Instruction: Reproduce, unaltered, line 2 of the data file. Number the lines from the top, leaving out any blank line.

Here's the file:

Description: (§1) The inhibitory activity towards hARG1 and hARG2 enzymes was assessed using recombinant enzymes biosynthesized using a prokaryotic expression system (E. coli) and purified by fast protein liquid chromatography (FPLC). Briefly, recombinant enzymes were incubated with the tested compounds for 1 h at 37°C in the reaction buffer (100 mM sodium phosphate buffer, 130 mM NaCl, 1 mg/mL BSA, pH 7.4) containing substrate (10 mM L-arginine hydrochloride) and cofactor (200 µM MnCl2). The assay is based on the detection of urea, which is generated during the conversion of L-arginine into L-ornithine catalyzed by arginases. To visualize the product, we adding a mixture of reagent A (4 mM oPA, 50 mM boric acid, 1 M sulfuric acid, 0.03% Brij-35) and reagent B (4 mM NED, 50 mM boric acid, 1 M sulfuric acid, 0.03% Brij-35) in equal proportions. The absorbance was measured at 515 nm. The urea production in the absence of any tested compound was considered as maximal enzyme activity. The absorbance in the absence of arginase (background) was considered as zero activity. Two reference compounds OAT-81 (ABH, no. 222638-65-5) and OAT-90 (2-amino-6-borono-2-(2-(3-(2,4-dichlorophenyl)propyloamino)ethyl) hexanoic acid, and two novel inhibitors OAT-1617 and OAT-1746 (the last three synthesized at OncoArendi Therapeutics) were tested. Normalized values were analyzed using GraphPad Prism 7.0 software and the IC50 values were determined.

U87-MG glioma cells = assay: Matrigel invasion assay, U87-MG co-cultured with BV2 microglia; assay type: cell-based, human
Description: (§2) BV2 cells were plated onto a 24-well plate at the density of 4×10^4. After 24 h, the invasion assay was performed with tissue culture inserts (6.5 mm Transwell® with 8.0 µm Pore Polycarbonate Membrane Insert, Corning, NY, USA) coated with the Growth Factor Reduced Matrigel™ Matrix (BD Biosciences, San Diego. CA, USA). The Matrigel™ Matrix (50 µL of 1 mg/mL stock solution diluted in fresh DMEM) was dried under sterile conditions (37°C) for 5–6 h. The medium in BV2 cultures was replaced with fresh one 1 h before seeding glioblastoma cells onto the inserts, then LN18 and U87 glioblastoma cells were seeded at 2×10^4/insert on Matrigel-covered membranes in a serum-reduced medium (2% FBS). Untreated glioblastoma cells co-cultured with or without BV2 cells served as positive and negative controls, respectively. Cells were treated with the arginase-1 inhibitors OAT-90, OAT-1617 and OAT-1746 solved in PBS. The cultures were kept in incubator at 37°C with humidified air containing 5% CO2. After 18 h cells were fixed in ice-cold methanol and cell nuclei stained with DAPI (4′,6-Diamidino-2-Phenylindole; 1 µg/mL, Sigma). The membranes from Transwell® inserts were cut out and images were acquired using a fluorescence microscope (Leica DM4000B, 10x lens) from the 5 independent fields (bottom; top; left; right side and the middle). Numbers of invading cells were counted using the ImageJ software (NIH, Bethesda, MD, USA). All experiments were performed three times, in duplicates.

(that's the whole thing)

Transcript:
U87-MG glioma cells = assay: Matrigel invasion assay, U87-MG co-cultured with BV2 microglia; assay type: cell-based, human